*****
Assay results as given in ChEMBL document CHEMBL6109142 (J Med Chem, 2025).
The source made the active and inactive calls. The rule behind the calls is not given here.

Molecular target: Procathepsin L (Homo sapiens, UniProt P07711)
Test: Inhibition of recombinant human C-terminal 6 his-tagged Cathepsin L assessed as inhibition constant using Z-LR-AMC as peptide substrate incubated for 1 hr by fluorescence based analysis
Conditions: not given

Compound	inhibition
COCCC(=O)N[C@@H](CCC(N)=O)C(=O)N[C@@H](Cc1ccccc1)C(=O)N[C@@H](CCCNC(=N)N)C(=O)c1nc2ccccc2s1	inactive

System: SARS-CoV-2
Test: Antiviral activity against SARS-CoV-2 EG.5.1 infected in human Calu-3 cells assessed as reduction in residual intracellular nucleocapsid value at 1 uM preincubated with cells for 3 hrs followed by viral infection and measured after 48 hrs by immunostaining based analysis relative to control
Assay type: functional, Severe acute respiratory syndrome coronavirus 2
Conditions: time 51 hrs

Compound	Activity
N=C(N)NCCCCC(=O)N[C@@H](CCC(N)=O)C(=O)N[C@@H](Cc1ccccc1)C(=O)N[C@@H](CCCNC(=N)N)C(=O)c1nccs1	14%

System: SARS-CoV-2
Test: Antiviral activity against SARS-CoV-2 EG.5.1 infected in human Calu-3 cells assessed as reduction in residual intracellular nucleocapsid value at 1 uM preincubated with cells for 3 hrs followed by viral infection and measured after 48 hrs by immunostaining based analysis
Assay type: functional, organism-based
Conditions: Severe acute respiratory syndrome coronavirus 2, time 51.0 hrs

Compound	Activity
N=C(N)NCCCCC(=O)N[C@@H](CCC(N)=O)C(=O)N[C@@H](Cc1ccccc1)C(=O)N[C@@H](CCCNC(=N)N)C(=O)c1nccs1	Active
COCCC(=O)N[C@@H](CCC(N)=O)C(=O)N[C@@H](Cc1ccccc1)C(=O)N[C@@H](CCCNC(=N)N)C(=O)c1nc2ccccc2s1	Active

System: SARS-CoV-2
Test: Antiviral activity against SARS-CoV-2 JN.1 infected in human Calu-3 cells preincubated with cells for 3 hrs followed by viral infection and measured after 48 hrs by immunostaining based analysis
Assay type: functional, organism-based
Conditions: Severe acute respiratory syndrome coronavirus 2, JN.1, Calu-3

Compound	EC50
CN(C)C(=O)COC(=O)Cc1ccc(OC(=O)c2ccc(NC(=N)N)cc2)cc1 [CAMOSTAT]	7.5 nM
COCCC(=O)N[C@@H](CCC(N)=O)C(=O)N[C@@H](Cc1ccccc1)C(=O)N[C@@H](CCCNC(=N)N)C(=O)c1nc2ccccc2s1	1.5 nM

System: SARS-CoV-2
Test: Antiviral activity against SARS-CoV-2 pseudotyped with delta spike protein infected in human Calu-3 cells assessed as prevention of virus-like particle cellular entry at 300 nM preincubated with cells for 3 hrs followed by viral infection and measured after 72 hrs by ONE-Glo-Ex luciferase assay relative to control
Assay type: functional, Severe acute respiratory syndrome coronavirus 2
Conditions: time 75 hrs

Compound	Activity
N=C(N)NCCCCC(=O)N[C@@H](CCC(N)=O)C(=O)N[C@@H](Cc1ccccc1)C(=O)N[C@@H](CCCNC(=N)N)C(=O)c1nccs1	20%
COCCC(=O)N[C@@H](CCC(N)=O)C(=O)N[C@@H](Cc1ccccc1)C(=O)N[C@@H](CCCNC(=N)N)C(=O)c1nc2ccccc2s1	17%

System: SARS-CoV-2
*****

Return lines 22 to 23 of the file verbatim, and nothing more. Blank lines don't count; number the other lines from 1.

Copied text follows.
Test: Antiviral activity against SARS-CoV-2 JN.1 infected in human Calu-3 cells preincubated with cells for 3 hrs followed by viral infection and measured after 48 hrs by immunostaining based analysis
Assay type: functional, organism-based